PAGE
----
, by Justin Halpern. I'm not one for biographies, really, but I saw this book and had to give it a shot. Easily one of the funniest books I've ever read, without losing the warmth and comfort of the father-son relationship that becomes more evident as the book goes on. You really get a sense of what his dad is like from his little quips about everything in life. I read it in one sitting, which I'd previously only done with Harry Potter books when I was obsessed with them!

, by Michael Grant. With this series getting creepier by the instalment, the FAYZ is falling apart. Well, not literally. But you get the point. Dystopia is just about all it's cracked up to be, when hunger, power-outages and bad politicians are the least of your problems! This is a series to watch, as society is pulled apart piece by piece.

One Red Paperclip
, by Kyle MacDonald. Again, a biography. I saw this one when it first came into my shop, way back when, and did't buy it. It went off the radar, I could never find it, and then my brother got it for me online. It's a fantastic little book, full of enthusiasm and excitement, adventure and Canada. God I love Canada! This one's worth checking out just to see how someone goes from a paperclip to a house in a year!

Scott Pilgrim's Precious Little Life, by Bryan Lee O'Malley. Yep, a graphic novel! I loved the film, and then I found the book, so I had to get it. Had to. Literally. I couldn't stop myself picking it up and paying for it. Some dark, nerdy force had taken over and made me buy this book, then made me laugh with all the humour of the film in book form, with hilarious looking characters and a whole load of crazy. And chords to the songs. Oh yes. It's that cool. Definitely read it and watch the film. It will change your life.*

The Great Gatsby
, by F. Scott Fitzgerald. This was on my reading list in first year in college (and I'm old now - third year!) but I couldn't get into it. Then John Green (yes, that guy who wrote the book mentioned above) encouraged all of Nerdfighteria to read it. And I did. And I loved it. And I John agreed with the points I made about the American Dream in the comments section of the video on YouTube. And I am aware that there are far too many conjunctions in this paragraph. But that's enthusiasm for you. Loved this book, and even though the ending can be a little bit odd, it's worth the read (even if you just want to read about the worst case of drunk driving in literature.)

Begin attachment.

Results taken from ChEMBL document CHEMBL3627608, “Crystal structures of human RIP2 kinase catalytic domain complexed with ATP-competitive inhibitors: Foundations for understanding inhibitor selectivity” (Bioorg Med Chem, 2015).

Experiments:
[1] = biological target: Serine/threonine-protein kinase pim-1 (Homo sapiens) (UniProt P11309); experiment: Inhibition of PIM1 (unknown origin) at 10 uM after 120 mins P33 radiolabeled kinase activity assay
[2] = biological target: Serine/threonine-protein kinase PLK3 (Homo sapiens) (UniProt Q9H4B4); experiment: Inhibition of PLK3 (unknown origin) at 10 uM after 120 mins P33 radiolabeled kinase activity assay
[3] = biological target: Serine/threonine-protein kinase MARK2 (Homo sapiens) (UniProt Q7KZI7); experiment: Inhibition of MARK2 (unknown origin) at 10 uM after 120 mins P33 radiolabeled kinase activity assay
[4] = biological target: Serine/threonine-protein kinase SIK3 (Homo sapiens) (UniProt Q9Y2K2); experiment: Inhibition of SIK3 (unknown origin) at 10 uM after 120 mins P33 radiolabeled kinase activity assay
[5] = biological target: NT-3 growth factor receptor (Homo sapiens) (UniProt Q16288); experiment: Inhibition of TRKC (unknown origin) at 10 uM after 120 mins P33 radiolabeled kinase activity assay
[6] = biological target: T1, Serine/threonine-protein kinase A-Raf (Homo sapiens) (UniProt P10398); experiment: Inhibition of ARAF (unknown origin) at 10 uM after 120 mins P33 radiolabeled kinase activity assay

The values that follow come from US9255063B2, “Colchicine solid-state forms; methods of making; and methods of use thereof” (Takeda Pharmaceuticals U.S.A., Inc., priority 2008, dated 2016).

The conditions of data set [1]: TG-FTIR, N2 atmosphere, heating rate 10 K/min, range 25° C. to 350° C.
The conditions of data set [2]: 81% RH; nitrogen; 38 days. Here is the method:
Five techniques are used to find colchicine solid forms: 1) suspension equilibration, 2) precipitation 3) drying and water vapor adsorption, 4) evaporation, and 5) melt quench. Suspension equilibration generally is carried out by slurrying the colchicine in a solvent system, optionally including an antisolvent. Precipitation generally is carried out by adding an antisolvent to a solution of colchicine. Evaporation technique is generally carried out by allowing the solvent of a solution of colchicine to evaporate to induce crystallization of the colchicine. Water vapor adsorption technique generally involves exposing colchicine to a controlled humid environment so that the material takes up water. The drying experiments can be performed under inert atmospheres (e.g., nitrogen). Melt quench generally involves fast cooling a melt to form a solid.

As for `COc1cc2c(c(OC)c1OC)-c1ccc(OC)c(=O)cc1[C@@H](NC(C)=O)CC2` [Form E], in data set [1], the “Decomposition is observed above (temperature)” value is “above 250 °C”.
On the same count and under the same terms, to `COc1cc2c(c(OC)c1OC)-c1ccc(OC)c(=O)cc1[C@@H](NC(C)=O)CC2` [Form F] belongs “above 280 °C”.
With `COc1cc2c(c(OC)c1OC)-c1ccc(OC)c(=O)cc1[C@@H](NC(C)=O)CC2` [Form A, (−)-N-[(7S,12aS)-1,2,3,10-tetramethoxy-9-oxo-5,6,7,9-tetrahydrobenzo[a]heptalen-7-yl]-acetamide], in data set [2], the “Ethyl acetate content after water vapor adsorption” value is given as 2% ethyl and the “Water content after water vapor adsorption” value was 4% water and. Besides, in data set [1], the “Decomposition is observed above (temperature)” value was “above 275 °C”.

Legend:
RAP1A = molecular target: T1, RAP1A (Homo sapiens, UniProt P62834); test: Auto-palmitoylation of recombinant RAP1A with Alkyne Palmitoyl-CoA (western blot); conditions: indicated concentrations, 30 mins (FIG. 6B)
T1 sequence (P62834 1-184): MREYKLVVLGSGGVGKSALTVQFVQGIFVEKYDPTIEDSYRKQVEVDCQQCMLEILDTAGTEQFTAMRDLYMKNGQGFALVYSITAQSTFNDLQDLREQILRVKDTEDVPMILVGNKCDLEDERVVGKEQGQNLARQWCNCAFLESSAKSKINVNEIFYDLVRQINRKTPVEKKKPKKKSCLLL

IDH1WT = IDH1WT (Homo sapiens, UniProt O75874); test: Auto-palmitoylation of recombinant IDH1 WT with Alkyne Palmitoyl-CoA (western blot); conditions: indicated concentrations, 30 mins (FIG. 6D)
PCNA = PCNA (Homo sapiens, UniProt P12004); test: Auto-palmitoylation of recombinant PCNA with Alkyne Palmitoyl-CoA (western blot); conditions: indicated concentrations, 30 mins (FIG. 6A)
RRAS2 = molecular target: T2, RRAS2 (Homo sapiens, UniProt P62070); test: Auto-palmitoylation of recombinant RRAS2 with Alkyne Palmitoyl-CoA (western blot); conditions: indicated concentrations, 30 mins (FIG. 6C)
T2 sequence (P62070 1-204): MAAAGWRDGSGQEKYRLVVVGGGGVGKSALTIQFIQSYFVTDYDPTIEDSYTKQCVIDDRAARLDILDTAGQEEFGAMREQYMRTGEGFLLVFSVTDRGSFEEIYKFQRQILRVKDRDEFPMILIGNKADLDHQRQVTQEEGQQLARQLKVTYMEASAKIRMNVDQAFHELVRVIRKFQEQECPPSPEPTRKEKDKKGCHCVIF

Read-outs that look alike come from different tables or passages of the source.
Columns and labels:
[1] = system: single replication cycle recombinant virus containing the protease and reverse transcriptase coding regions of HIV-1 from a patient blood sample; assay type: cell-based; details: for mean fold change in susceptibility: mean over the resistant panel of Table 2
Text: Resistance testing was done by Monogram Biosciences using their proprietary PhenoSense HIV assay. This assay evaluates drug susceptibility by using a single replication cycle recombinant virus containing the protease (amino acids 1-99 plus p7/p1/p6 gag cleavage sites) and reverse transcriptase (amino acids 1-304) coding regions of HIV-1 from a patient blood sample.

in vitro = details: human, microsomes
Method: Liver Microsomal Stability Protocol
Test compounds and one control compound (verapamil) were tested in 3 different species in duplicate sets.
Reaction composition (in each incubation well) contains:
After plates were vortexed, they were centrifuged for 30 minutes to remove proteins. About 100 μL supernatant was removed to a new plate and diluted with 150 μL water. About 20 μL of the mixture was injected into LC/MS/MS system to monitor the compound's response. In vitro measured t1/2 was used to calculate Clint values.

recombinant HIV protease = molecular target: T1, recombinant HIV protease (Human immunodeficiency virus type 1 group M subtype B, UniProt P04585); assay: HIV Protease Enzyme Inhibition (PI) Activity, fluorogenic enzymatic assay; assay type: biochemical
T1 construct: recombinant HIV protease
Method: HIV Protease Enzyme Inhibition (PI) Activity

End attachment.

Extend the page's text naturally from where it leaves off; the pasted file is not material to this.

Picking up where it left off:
Frankenstein, by Mary Shelley. Unlike Pinkie, I have no problems mentioning a book I read for college. It was on our Gothic module, and while it took me a long time to read (because of the plethora of assignments popping up throughout the year... and a trip to France) I loved every bit of it. I made a point of reading it every morning with a cup of tea on the bench outside the college as a way of starting the day, until it got too cold and wet to continue doing that. Once you get used to the way it's written (there's a narrated story, within a narrated story, within a letter), it's a very enjoyable book, and it's no wonder it's lasted this long. What surprised me most was the way in which Hollywood has distorted the idea of Frankenstein over the years, making him out to be a blood thirsty monster from the off-set. To really understand the monster, and to get an insight on humanity that's as true now as it was when Shelley wrote the novel, you have to read this book.

Next year, I'll have lots of books to read that I've been really looking forward to. Expect a lot of excitement online when John Green's latest book, The Fault in Our Stars arrives at my house, as well as a look at Michael Scott's adult horror, Barry Hutchison's Doc Mortis, Herman Melville's Moby Dick and Maureen John's The Name of the Star, just to name a few. 2012 is going to be a big year!

*May not actually change your life.